View the discussion at: http://rru.worldbank.org/Discussions/topics/topic56.aspx
(Open for comments until December 6th)
Discussion moderated by Ian Bannon and Tim Harford
The inventiveness of entrepreneurs in some failed states borders on the legendary. Yet that success is fragile, inherently limited and rare. How can donor agencies support, sustain and spread these achievements?
Entrepreneurs in Somalia have used three tactics to operate in an institutional vacuum. First, they have “imported institutions,” for example by using banking systems in nearby countries. Second, they have used clans and other local networks of trust to help with contract enforcement, payment and transmission of funds. Third, they have simplified transactions to a point where other tactics are not needed. How can these tactics be reinforced or defended? Are there others that can be supported?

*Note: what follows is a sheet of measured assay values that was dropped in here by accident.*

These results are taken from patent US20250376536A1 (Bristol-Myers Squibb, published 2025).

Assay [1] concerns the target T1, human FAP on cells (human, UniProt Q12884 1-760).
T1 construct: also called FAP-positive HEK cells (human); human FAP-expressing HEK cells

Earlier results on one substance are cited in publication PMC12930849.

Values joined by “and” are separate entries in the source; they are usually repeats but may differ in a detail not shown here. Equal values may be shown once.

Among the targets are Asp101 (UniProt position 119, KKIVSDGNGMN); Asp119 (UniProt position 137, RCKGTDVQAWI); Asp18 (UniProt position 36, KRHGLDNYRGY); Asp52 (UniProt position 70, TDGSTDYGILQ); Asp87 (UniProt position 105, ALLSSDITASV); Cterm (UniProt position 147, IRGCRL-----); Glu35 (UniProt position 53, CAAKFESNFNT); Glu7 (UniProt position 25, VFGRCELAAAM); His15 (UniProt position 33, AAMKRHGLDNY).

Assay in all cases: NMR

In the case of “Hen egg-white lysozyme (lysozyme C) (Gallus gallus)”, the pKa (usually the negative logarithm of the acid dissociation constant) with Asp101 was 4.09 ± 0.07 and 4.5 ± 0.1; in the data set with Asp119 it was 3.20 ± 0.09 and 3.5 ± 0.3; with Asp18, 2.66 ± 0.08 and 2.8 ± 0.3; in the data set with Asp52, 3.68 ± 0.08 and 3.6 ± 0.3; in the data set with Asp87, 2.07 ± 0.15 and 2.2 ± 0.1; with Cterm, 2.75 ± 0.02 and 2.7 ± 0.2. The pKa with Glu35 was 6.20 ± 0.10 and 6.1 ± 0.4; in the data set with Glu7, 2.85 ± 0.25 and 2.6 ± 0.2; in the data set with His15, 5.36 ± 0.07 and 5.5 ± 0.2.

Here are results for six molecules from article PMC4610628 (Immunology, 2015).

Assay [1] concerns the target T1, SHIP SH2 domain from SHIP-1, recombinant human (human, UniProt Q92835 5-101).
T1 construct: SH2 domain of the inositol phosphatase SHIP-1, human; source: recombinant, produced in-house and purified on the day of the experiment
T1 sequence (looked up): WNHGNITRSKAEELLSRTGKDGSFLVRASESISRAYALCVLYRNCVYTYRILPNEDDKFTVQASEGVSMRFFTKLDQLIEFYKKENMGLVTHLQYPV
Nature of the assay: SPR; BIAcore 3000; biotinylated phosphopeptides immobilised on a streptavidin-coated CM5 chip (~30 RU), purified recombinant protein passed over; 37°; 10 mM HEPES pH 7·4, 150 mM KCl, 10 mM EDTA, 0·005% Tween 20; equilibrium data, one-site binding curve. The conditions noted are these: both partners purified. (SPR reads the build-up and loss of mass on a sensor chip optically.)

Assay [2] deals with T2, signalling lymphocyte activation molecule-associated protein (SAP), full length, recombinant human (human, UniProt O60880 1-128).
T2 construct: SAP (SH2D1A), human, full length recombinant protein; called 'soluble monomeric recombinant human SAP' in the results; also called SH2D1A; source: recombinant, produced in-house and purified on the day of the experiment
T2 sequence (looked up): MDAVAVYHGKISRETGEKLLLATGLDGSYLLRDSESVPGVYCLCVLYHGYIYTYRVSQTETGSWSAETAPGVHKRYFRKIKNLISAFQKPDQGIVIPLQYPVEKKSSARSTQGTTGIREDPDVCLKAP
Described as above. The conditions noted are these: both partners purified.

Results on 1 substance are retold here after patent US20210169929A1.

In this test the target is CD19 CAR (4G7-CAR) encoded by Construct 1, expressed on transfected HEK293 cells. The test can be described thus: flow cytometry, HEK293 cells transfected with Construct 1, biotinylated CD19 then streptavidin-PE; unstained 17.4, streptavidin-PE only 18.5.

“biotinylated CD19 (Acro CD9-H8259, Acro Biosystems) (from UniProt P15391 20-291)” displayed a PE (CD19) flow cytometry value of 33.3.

There are inherent limits to what the private sector can achieve without the support of a capable state to enforce property rights and provide basic public goods. But there is also a risk that a failed state will be replaced by a predatory one. How can fledgling states be encouraged to support, rather than predate on, entrepreneurs?
Entrepreneurs often need to bridge religious, ethnic or tribal boundaries to get things done. Can entrepreneurship be harnessed for peace and reconciliation?
Many failed states have a large Diaspora with money, experience and energy. How can the expertise and financial capital of diasporas be encouraged?